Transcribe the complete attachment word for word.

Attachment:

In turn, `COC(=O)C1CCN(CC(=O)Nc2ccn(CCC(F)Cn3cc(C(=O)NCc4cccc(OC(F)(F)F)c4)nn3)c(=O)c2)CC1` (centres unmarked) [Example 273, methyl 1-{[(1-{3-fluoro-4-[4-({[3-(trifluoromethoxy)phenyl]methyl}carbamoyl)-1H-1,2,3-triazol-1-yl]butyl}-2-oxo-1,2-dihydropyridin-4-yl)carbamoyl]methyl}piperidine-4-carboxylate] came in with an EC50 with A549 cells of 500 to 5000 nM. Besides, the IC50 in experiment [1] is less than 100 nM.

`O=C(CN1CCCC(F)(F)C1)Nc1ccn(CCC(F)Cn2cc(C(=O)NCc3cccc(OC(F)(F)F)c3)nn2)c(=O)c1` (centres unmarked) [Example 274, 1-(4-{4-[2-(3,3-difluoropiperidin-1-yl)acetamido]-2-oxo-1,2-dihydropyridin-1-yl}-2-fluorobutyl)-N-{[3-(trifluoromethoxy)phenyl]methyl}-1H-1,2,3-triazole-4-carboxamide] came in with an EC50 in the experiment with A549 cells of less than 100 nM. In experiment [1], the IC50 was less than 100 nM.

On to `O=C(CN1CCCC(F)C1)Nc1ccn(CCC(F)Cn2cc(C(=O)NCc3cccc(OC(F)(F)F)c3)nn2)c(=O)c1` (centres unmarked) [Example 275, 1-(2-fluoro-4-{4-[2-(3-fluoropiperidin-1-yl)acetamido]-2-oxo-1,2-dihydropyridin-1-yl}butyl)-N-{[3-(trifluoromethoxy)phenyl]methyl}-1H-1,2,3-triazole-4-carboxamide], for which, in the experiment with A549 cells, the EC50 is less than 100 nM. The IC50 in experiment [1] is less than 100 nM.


In turn, `COC(=O)C1CCN(CC(=O)Nc2ccn(CCC(F)Cn3cc(C(=O)NCc4cccc(OC(F)(F)F)c4)nn3)c(=O)c2)CC1` (centres unmarked) [Example 273, methyl 1-{[(1-{3-fluoro-4-[4-({[3-(trifluoromethoxy)phenyl]methyl}carbamoyl)-1H-1,2,3-triazol-1-yl]butyl}-2-oxo-1,2-dihydropyridin-4-yl)carbamoyl]methyl}piperidine-4-carboxylate] came in with an EC50 with A549 cells of 500 to 5000 nM. Besides, the IC50 in experiment [1] is less than 100 nM.

`O=C(CN1CCCC(F)(F)C1)Nc1ccn(CCC(F)Cn2cc(C(=O)NCc3cccc(OC(F)(F)F)c3)nn2)c(=O)c1` (centres unmarked) [Example 274, 1-(4-{4-[2-(3,3-difluoropiperidin-1-yl)acetamido]-2-oxo-1,2-dihydropyridin-1-yl}-2-fluorobutyl)-N-{[3-(trifluoromethoxy)phenyl]methyl}-1H-1,2,3-triazole-4-carboxamide] came in with an EC50 in the experiment with A549 cells of less than 100 nM. In experiment [1], the IC50 was less than 100 nM.

On to `O=C(CN1CCCC(F)C1)Nc1ccn(CCC(F)Cn2cc(C(=O)NCc3cccc(OC(F)(F)F)c3)nn2)c(=O)c1` (centres unmarked) [Example 275, 1-(2-fluoro-4-{4-[2-(3-fluoropiperidin-1-yl)acetamido]-2-oxo-1,2-dihydropyridin-1-yl}butyl)-N-{[3-(trifluoromethoxy)phenyl]methyl}-1H-1,2,3-triazole-4-carboxamide], for which, in the experiment with A549 cells, the EC50 is less than 100 nM. The IC50 in experiment [1] is less than 100 nM.